This is a first for me as I’ve not finished this post at all! Instead I’m going to use this as a space to document my ideas, and experiences, in bringing Oxford Nanopore’s RNA-seq into my core lab at the CRUK Cambridge Institute. I’m hoping this will be a real success story for the lab over the next 6-12 months..but who know’s how long it’ll take. Watch this space for future updates.

“RNA-Seq is dead, long live RNA-Seq”

As I said earlier today, until Direct RNA-Seq was launched nobody was really sequencing RNA! Somehow RNA-Seq seemed such an easy way to explain what people were doing but it missed the mark so much – probably because “oligo-dT enriched poly-adenylated mRNA-Seq by conversion to cDNA with random primers after RNA fragmentation” does not slip off the tongue. I talked about this at the recent ABRF meeting in San Diego where I started by asking who was doing RNA-Seq (lots of hands went up) and then asked who was sequencing RNA (all the hands went donw).

Similarly people smugly point out that they are not limiting themselves to polyadenylated transcripts and are unning Total RNA-Seq instead; I will now point out to everyone they are neither correct about “Total” nor “RNA”; 1 out of 3 is bad. What is “total” RNA? A typical RNA extraction results in a complex mix dominated by a few species: tRNA, rRNA and some very highly expressed transcripts (e.g. Globin or Rubisco). The RNAs we generally want to sequence are expressed at low levels compared to these, which is why we usually enrich /deplete for mRNA/ncRNA which only account for perhaps 5% of cellular RNA.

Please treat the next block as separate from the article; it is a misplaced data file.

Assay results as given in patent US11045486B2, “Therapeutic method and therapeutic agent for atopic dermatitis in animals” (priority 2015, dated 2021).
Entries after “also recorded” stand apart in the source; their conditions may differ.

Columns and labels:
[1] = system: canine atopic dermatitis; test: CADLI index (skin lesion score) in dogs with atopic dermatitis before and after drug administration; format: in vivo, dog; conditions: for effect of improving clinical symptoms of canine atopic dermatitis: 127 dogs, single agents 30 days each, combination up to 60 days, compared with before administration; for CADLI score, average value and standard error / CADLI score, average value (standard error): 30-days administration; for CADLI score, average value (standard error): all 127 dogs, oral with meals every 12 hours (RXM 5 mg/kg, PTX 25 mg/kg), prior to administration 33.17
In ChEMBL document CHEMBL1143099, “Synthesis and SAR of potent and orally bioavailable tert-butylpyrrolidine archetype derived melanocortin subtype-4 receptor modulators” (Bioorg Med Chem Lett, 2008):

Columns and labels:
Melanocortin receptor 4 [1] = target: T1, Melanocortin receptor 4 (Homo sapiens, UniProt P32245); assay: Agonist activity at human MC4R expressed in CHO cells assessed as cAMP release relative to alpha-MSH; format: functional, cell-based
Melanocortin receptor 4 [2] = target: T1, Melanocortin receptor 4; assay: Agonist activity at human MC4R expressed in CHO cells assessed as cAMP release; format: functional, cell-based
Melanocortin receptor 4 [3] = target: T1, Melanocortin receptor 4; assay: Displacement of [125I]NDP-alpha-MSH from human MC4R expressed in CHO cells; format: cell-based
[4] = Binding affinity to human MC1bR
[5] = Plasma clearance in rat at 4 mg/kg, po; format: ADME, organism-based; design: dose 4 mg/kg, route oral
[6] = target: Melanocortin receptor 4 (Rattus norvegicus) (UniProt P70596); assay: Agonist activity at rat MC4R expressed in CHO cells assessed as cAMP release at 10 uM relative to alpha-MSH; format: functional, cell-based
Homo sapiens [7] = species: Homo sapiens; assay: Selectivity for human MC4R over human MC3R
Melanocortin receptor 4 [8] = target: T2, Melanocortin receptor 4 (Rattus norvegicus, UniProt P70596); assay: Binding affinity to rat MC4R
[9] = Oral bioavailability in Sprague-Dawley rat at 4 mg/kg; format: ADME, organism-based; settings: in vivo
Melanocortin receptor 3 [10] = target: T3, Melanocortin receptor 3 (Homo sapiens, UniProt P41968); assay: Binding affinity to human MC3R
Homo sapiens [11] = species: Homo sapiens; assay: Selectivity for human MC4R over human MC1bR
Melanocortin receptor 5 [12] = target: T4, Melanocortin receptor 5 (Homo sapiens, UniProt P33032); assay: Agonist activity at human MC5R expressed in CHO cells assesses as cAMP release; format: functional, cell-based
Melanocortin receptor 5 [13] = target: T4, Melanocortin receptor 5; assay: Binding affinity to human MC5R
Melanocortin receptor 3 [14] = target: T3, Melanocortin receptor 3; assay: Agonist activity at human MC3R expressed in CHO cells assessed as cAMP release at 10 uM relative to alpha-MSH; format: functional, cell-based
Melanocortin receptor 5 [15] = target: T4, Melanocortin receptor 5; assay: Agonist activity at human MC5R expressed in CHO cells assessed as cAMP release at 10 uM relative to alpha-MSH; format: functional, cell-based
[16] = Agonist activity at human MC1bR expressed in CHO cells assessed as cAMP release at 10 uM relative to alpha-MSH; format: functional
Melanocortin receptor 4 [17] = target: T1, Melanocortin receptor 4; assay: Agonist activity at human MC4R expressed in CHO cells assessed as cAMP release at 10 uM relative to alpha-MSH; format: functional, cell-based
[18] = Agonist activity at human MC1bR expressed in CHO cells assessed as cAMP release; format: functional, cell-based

What does a nanoporecore need for RNA-Seq

An “RNA-Seq” library prep: 10 million+ 1D cDNA reads from the new protocols being developed by ONT is certainly going to help. Their PCR-based strand-switching protocol makes use of the 1-3 non-templated C bases added to the 3′ ends of the cDNA strand (5′ of the RNA molecule). The kit includes a primer that anneals to these non-templated C bases meaning the reverse transcriptase does a molecular U-turn and switches back on itself to extend back to the 3′ end of the RNA molecule creating a ds-cDNA molecule with convenient PCR sites at both ends. Add adapters by 1D rapid ligation and sequence.

A sequencer: I’ll be looking at running some initial projects through our MinION. Depending on the experiments we attempt to kick off with a few flowcells should be fine, and reasonably cost-effective.

Voila – my @nanopore core RNA-Seq service is open for business.

Status May 2017:

I’m writing this on the way home from London Calling. I made lots of notes to talk to UCSC teams, and to get in touch with ONT. I need to persuade the institute to fund a couple of pilots. Also need to find time in the busy lab schedule (5000 Illumina libraries to make this year and 10,000 to sequence) to be able to run these pilots. Need to get our Bioinformatics core on board as well. I am also away for July/August in Japan so this is going to get in the way. It may be a few weeks (even months) before I make any real progress!

Please leave comments and I’ll incorporate then into this story as it grows.


Useful RNA-Seq references: